New work plan takes additional steps to curb myopia in kids

Updated: April 19, 2023
A primary school student gets a vision test in Handan, Hebei province, during the summer holiday in 2020. [Photo by Hao Qunying/For China Daily]

A new work plan has been laid out to curb myopia among children, as experts highlighted the need for schools and families to guarantee that students get more exposure to nature to avoid nearsightedness.

The plan marked the third straight year the Ministry of Education has rolled out measures to combat myopia, and includes measures banning students from bringing cellphones and other electronic devices into classrooms and reducing the amount of time students can use devices during the school day.

Local education authorities will receive guidance on ensuring that students get adequate sleep, and should limit the time students need to finish homework according to their grade level.

Schools, dormitories and libraries must use lighting that does not have a detrimental effect on eyesight, the plan said.

Children must be guaranteed at least two hours of outdoor activities on a daily basis, and they must be fed diets beneficial to their eyesight, it added.

Chinese authorities have scaled up efforts to curb the incidence of myopia among children after the national leadership stressed stronger efforts to protect vision.

Myopia rates among Chinese youth are the highest in the world, according to the World Health Organization. A survey by the National Health Commission conducted in 2020 found that 14.3 percent of children age 6 or below, 35 percent of primary school students, 71.1 percent of junior high school students and 80.5 percent of senior high school students suffered from myopia.

According to a plan to curb the condition issued by the Ministry of Education in 2021, the percentage of primary school students with myopia should be under 38 percent by 2030, and under 60 and 70 percent for middle school and high school students, respectively.

Chu Zhaohui, a senior researcher at the National Institute of Education Sciences, said the heightened use of electronic devices among children has been a key factor in the rising incidence of childhood myopia.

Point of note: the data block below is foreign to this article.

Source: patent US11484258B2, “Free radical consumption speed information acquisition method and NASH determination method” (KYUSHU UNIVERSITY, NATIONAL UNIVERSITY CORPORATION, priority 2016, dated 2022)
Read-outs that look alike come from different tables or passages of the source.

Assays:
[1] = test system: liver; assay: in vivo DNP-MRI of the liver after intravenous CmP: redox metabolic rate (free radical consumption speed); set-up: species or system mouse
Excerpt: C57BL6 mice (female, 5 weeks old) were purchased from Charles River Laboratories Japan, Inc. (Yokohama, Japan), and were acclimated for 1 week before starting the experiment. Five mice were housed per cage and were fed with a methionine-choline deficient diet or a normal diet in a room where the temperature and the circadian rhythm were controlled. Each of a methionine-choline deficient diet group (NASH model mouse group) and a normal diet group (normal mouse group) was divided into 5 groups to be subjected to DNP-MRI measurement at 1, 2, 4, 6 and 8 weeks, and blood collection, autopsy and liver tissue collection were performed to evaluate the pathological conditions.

One fundamental reason for this is the pressure on children to excel in their academic performance, which forces them to spend too much time reading indoors, he said.

He highlighted the need to reform the evaluation system for students and teachers, and to give schoolchildren more time outdoors, which is key to reducing myopia rates.

"The best solution is to enable children to have greater autonomy over their time, and offer greater exposure to nature with less access to electronic devices," he said.

Li Shiming, an ophthalmologist and associate professor at Beijing Tongren Hospital, said there has been a rise in the number of children age 4 or 5 who are diagnosed with shortsightedness, and that some of his patients have been as young as 2.

The primary reason that children so young are developing myopia is the rise in early education programs, which has resulted in eye strain.

The number of children with severe myopia, or nearsightedness higher than 600 degrees, has also risen to about 10 percent of his cases, Li said, explaining that this can cause a variety of vision problems.

"Parents play a key role in preventing nearsightedness, and one crucial solution is to give children greater exposure to outdoor activities on the weekends and after school and less indoor training, be that piano or drawing lessons, at too early an age," he said.


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